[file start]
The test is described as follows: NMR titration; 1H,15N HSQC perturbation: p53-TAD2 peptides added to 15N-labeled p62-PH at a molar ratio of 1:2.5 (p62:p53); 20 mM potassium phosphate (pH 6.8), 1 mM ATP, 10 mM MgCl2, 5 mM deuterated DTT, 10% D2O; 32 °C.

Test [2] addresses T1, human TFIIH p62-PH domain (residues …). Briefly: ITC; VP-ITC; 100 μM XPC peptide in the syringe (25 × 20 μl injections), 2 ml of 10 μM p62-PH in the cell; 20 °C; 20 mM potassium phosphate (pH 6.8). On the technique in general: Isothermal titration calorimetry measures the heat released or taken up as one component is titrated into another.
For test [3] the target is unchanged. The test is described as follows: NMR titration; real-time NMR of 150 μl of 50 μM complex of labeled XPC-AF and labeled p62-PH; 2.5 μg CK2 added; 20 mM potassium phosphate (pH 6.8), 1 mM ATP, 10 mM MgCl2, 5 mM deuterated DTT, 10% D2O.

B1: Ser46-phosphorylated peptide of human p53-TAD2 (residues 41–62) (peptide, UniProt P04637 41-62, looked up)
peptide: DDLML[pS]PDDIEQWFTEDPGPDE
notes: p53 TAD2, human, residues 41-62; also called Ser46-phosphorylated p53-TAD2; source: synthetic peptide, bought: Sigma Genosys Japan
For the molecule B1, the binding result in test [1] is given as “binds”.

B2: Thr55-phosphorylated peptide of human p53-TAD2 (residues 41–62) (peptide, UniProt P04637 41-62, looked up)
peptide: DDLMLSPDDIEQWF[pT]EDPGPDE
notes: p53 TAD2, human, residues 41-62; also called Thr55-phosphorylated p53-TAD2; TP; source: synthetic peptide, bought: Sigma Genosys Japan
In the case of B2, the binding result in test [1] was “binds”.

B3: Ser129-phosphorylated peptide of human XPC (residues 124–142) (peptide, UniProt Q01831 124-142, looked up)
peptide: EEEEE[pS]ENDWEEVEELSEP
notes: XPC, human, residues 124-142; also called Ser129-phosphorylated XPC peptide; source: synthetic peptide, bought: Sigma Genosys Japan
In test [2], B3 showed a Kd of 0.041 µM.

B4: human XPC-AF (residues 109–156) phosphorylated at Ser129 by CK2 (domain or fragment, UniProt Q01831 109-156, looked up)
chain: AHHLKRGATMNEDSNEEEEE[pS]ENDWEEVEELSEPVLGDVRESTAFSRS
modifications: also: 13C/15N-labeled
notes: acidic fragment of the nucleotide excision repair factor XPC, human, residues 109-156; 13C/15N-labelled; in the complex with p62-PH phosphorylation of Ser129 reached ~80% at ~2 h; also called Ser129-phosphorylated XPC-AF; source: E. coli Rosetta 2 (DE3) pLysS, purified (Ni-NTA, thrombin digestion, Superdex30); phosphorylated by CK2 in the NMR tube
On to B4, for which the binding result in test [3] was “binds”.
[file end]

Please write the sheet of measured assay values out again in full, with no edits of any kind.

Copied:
The test is described as follows: NMR titration; 1H,15N HSQC perturbation: p53-TAD2 peptides added to 15N-labeled p62-PH at a molar ratio of 1:2.5 (p62:p53); 20 mM potassium phosphate (pH 6.8), 1 mM ATP, 10 mM MgCl2, 5 mM deuterated DTT, 10% D2O; 32 °C.

Test [2] addresses T1, human TFIIH p62-PH domain (residues …). Briefly: ITC; VP-ITC; 100 μM XPC peptide in the syringe (25 × 20 μl injections), 2 ml of 10 μM p62-PH in the cell; 20 °C; 20 mM potassium phosphate (pH 6.8). On the technique in general: Isothermal titration calorimetry measures the heat released or taken up as one component is titrated into another.
For test [3] the target is unchanged. The test is described as follows: NMR titration; real-time NMR of 150 μl of 50 μM complex of labeled XPC-AF and labeled p62-PH; 2.5 μg CK2 added; 20 mM potassium phosphate (pH 6.8), 1 mM ATP, 10 mM MgCl2, 5 mM deuterated DTT, 10% D2O.

B1: Ser46-phosphorylated peptide of human p53-TAD2 (residues 41–62) (peptide, UniProt P04637 41-62, looked up)
peptide: DDLML[pS]PDDIEQWFTEDPGPDE
notes: p53 TAD2, human, residues 41-62; also called Ser46-phosphorylated p53-TAD2; source: synthetic peptide, bought: Sigma Genosys Japan
For the molecule B1, the binding result in test [1] is given as “binds”.

B2: Thr55-phosphorylated peptide of human p53-TAD2 (residues 41–62) (peptide, UniProt P04637 41-62, looked up)
peptide: DDLMLSPDDIEQWF[pT]EDPGPDE
notes: p53 TAD2, human, residues 41-62; also called Thr55-phosphorylated p53-TAD2; TP; source: synthetic peptide, bought: Sigma Genosys Japan
In the case of B2, the binding result in test [1] was “binds”.

B3: Ser129-phosphorylated peptide of human XPC (residues 124–142) (peptide, UniProt Q01831 124-142, looked up)
peptide: EEEEE[pS]ENDWEEVEELSEP
notes: XPC, human, residues 124-142; also called Ser129-phosphorylated XPC peptide; source: synthetic peptide, bought: Sigma Genosys Japan
In test [2], B3 showed a Kd of 0.041 µM.

B4: human XPC-AF (residues 109–156) phosphorylated at Ser129 by CK2 (domain or fragment, UniProt Q01831 109-156, looked up)
chain: AHHLKRGATMNEDSNEEEEE[pS]ENDWEEVEELSEPVLGDVRESTAFSRS
modifications: also: 13C/15N-labeled
notes: acidic fragment of the nucleotide excision repair factor XPC, human, residues 109-156; 13C/15N-labelled; in the complex with p62-PH phosphorylation of Ser129 reached ~80% at ~2 h; also called Ser129-phosphorylated XPC-AF; source: E. coli Rosetta 2 (DE3) pLysS, purified (Ni-NTA, thrombin digestion, Superdex30); phosphorylated by CK2 in the NMR tube
On to B4, for which the binding result in test [3] was “binds”.